THE Department of Environment and Natural Resources (DENR) said it has set the dates for the environmental-impact hearing of Linseed Field Power Corp.’s proposed P14.6-billion liquified natural gas (LNG) import terminal in Ilijan, Batangas City.

In a notice of hearing, the DENR said an onsite session will take place in Barangay Ilijan on Feb. 18 while another session via videoconference is scheduled for the next day.

Parties seeking to attend are required to confirm their attendance and e-mail their comments in advance to the DENR’s Environmental Impact Assessment and Management Division.

The DENR said the hearings are in aid of reviewing the project’s environmental impact statement (EIS), a key pre-construction milestone.

According to Linseed’s EIS submitted last month, the terminal will be built on nine hectares, leased from Ilijan Primeline Holdings, Inc.

Linseed said that the import facility is scheduled to be operational by June 2022.

The project will be adjacent to the operational Ilijan Power Plant and Kepco Ilijan Corp. The terminal is designed for onshore regasification and storage, and will be supported with a floating storage unit.

In its EIS, Linseed said the facility hopes to step in as a supplier to the 1,200-megawatt (MW) Ilijan combined-cycle plant which is currently sourcing its gas from the Malampaya field. The plant’s supply agreement with the Malampaya Deepwater Gas-to-Power project expires in June next year.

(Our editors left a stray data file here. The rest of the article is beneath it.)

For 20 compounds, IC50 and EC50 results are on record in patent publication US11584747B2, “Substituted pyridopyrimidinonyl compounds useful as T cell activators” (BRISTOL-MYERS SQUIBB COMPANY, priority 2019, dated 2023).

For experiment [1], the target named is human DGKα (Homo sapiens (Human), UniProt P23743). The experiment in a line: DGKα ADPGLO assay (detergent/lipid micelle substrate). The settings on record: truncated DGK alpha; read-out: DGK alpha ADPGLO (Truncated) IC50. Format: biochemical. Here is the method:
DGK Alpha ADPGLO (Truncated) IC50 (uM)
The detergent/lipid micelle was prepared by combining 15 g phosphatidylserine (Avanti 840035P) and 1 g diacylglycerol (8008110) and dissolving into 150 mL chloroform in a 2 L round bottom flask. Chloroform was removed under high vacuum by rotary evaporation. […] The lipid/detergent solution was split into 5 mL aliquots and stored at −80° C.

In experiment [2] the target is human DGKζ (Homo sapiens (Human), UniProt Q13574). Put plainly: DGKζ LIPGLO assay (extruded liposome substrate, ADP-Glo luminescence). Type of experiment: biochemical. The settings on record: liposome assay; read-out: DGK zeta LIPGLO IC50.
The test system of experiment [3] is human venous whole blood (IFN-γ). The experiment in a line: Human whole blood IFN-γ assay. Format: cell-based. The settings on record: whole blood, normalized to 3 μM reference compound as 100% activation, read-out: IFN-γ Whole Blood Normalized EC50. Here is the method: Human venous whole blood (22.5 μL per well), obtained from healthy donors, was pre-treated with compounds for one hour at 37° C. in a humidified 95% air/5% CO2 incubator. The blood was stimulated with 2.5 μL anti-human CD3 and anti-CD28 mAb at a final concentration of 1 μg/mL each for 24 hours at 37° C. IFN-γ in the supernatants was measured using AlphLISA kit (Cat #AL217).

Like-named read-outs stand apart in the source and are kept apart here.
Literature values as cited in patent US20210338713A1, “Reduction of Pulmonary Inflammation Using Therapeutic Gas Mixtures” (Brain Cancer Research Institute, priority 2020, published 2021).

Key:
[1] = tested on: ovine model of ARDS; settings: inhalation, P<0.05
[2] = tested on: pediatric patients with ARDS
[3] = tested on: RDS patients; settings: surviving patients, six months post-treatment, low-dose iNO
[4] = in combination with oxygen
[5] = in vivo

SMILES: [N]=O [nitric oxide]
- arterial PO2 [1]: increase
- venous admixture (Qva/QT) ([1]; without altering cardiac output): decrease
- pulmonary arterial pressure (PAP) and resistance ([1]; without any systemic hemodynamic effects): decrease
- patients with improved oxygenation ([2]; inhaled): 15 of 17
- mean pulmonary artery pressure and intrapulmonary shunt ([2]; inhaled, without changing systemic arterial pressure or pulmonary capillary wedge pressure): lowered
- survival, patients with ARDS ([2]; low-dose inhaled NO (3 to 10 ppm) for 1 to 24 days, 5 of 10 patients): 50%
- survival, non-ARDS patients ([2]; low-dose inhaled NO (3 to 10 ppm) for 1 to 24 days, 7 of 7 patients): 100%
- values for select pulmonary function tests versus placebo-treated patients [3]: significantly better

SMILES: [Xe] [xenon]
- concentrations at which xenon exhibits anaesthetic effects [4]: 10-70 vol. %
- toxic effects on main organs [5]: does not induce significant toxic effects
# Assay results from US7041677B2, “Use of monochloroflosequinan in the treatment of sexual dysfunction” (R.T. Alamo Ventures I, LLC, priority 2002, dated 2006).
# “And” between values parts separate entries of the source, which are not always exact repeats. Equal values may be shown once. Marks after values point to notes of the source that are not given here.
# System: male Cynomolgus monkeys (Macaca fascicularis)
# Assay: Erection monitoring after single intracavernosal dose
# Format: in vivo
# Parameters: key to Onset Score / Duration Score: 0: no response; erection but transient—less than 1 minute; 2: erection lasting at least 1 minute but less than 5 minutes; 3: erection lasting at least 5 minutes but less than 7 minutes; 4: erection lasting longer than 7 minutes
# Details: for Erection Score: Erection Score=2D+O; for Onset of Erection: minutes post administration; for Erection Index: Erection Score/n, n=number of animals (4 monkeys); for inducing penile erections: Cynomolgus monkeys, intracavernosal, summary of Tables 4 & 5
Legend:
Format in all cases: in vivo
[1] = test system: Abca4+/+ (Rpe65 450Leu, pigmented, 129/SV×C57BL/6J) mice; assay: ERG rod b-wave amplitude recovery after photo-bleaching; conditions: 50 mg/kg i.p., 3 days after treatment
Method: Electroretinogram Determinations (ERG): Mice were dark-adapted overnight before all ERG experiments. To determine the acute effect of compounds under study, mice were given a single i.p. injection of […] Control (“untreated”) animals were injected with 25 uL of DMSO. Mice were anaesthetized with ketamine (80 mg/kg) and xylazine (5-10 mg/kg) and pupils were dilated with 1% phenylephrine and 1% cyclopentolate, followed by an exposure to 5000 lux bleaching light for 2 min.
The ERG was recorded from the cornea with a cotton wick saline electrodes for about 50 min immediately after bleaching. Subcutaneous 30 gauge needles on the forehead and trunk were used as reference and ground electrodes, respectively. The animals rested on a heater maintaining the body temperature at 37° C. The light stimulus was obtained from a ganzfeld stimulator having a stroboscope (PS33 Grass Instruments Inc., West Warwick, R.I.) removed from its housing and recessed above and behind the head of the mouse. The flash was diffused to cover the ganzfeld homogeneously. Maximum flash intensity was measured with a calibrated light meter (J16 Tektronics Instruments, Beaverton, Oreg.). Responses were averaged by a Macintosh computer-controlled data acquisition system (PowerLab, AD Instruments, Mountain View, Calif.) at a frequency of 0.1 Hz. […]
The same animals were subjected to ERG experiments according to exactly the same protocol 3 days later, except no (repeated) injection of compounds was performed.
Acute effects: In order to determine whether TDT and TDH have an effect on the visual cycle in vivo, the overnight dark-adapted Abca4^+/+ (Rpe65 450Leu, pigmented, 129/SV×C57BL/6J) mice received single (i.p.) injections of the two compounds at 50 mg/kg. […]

“Without the proposed LNG terminal, the power plant — which supplies more than 10% of the 11,304 MW capacity of the Luzon grid — would have to try extending its supply agreement with Malampaya… or cease operations altogether.”

Linseed added that the LNG facility will also supply the requirements of SMC Global Power’s planned 850-megawatt mid-merit plant, which is set to begin commercial operations by 2022.

“This terminal therefore is an important component of securing almost 20% of the power demand of Luzon,” Linseed said in its EIS. It added that the project is expected to contribute to the local economy, particularly the host barangay, through “taxes, employment opportunities, social development programs and corporate social responsibility (CSR) projects.”

In a Senate hearing last month, legislators solicited comment on the measure proposing to regulate the industry, Senate Bill No. 1819. The proposed regulations cover various stages of the LNG import process, like aggregation, supply, receipt, unloading, loading, processing, storage, regasification, transmission, and transportation of natural gas in original or liquefied form.

The Malampaya project, which supplies fuel to five Luzon-based power plants with a combined capacity of 3,200 megawatts, accounted for 21.1% of gross power generated in 2019. The DoE (Department of Energy) projects that its reserves will be depleted in six years’ time. — Angelica Y. Yang